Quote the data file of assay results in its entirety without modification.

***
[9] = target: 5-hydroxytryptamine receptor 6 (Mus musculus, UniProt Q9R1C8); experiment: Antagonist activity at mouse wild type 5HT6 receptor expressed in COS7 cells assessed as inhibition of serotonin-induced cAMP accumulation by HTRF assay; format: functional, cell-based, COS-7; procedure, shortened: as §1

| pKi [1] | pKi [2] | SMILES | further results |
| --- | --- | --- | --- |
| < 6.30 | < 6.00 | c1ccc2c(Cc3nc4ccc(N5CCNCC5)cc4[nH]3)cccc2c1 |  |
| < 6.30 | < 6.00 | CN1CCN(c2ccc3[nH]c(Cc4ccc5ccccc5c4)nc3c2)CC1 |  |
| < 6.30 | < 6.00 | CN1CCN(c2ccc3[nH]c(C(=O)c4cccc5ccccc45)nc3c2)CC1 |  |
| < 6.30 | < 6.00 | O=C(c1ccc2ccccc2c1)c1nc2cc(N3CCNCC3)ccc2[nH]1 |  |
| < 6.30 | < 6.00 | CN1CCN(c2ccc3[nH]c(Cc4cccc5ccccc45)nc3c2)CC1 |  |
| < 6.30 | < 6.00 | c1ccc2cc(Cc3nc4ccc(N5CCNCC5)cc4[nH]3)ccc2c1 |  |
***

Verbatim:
[9] = target: 5-hydroxytryptamine receptor 6 (Mus musculus, UniProt Q9R1C8); experiment: Antagonist activity at mouse wild type 5HT6 receptor expressed in COS7 cells assessed as inhibition of serotonin-induced cAMP accumulation by HTRF assay; format: functional, cell-based, COS-7; procedure, shortened: as §1

| pKi [1] | pKi [2] | SMILES | further results |
| --- | --- | --- | --- |
| < 6.30 | < 6.00 | c1ccc2c(Cc3nc4ccc(N5CCNCC5)cc4[nH]3)cccc2c1 |  |
| < 6.30 | < 6.00 | CN1CCN(c2ccc3[nH]c(Cc4ccc5ccccc5c4)nc3c2)CC1 |  |
| < 6.30 | < 6.00 | CN1CCN(c2ccc3[nH]c(C(=O)c4cccc5ccccc45)nc3c2)CC1 |  |
| < 6.30 | < 6.00 | O=C(c1ccc2ccccc2c1)c1nc2cc(N3CCNCC3)ccc2[nH]1 |  |
| < 6.30 | < 6.00 | CN1CCN(c2ccc3[nH]c(Cc4cccc5ccccc45)nc3c2)CC1 |  |
| < 6.30 | < 6.00 | c1ccc2cc(Cc3nc4ccc(N5CCNCC5)cc4[nH]3)ccc2c1 |  |